I don't do well at night. I never have. Any perspective or rationality I have seem to set with the sun. Fear rises up from deep within me and reigns until the sun's rays banish it at dawn. I have been this way for as long as I can remember. My parents warned Findley early on never to discuss anything emotional with me at night because I couldn't handle it. I am pretty sure he would say this is the best advice anyone ever gave him. My nighttime fears cause me to long for the familiarity of home because at least home offers some illusion of security. I was in sixth grade before I ever spent the night out. Up until that point, the same scenario would play out most Friday nights. I would decide I wanted to spend the night at my friend Ashley's house and I would happily pack my bag and head over. But I never made it past nine o'clock. I was so predictable that one night when I went downstairs to ask Ashley's mom to call my parents to come get me, Dad was already there. He was sitting at the kitchen table with Ashley's father, having a beer and waiting for me to appear. He knew me better than I knew myself. I am sure this fear stemmed from losing my mother at an early age. I never would have been able to articulate that at the time, and it is still strange to me to admit that a tragedy I don't remember clearly has impacted me to such a degree. But it has. I have always been aware that life is short. That tremendous pain is hiding just around the corner. That my perfect little world could be shattered in an instant. Virginia was born very early on a Friday morning. I went home the following Tuesday, but she obviously wasn't ready to come with me. I cried myself to sleep that night because I knew my haven was gone. I no longer had a place where I could pretend to be safe from the pain of this world because my fears had been realized. The impermanence of my happy existence had been exposed and I knew it. I do a decent job of holding it together during the daylight in spite of my fears, but when night comes, I am fighting a real battle. Unfortunately, night is also the hardest time for Virginia. Like mother, like daughter. When she is screaming, it feels like the pain will last forever and that the two of us will be swallowed up by sorrow. I forget so easily that daybreak will bring relief, that she and I will both regain our strength to continue this fight when the darkness is banished. The sun will rise in the morning. It always does. We are in the middle of a rough patch with Virginia and we are facing some big decisions. It feels like we have been in this place for a long time, but I am clinging to the lessons I have learned in the night. That dawn will always break. That hard times don't last forever. That we have not been abandoned in the darkness before and this time won't be any different. One of the most unexpected consequences of the events of Virginia's birth is that I don't live in fear anymore. (Well, not nearly as much as I used to anyway.) You would think that now I would be more afraid because I know what's out there, but instead I have realized that in spite of true devastation, I am ok. I still have joy and it is even greater than I ever imagined. I have just had to look for somewhere more permanent to store my treasures. "And the light shines in the darkness and the darkness will not overcome it." John 1:5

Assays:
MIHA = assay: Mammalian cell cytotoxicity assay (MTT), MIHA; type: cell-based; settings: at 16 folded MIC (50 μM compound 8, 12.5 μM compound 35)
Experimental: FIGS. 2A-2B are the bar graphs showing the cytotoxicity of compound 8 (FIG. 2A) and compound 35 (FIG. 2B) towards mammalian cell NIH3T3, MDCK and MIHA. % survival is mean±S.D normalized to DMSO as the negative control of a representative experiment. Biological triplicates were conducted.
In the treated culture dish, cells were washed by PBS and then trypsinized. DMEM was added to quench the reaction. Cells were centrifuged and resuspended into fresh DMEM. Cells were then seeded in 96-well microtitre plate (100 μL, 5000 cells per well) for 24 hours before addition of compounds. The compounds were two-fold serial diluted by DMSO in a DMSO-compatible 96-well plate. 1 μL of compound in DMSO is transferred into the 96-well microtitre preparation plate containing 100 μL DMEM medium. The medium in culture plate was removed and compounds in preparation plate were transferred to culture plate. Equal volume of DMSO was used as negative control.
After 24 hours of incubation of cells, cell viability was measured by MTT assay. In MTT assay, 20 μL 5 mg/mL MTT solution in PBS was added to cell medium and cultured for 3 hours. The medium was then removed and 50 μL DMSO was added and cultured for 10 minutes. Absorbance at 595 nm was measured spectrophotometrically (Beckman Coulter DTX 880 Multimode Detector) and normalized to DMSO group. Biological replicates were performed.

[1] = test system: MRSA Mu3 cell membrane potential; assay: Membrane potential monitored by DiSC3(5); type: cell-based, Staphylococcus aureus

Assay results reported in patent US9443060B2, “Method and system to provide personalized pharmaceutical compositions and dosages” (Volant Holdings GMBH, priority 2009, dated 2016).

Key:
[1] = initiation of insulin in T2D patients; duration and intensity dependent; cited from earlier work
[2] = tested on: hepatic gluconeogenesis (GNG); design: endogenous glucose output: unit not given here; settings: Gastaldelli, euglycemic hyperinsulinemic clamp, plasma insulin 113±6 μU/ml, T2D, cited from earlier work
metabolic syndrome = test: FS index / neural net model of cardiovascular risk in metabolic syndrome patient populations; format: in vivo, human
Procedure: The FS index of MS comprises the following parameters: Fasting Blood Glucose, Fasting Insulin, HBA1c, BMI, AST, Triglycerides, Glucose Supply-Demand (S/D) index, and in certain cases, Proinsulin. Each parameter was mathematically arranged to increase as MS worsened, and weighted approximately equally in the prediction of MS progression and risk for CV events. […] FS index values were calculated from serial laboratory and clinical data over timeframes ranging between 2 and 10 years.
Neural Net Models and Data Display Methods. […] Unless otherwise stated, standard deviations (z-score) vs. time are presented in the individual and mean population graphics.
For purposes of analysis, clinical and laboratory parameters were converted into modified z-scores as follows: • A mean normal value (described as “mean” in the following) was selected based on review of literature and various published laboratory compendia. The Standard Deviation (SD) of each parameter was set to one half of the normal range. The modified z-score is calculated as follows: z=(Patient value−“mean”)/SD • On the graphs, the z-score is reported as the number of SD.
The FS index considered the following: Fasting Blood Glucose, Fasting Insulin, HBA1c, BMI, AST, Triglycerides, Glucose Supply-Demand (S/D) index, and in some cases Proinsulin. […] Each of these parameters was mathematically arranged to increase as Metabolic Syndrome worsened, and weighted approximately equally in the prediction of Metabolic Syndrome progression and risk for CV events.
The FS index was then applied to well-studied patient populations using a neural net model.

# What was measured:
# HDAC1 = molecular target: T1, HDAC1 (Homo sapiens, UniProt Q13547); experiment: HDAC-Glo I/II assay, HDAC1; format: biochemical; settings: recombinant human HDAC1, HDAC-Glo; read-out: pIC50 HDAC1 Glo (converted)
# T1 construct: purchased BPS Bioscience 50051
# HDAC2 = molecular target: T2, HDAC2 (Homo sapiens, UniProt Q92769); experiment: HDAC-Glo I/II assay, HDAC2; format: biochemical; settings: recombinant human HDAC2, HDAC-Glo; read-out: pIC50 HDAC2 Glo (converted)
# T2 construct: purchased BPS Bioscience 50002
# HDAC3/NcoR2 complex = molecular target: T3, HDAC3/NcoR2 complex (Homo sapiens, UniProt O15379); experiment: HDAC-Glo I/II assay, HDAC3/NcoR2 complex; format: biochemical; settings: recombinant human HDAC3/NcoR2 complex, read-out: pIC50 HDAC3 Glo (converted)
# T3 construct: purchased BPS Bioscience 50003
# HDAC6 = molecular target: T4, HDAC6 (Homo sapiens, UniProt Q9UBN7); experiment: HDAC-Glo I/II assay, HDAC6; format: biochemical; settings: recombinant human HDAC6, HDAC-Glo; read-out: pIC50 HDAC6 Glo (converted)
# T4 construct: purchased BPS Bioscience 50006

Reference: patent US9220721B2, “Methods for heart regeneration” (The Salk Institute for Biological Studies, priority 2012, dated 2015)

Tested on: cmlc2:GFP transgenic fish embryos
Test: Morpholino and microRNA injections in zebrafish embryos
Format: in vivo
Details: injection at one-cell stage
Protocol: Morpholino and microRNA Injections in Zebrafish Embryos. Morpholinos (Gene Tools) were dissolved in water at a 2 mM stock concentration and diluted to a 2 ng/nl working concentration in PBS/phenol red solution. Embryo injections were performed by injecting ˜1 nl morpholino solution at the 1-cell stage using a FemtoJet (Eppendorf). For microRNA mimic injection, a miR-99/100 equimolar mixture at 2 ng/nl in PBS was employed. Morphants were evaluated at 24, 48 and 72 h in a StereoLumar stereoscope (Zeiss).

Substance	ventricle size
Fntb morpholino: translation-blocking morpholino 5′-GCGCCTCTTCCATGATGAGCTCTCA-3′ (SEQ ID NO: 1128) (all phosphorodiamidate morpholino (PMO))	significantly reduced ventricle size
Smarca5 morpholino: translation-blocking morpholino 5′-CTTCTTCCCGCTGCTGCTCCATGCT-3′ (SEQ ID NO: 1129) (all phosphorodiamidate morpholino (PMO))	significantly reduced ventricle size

This was the only way Virginia could sleep for the first two and a half years of her life.
Nap time in the early days.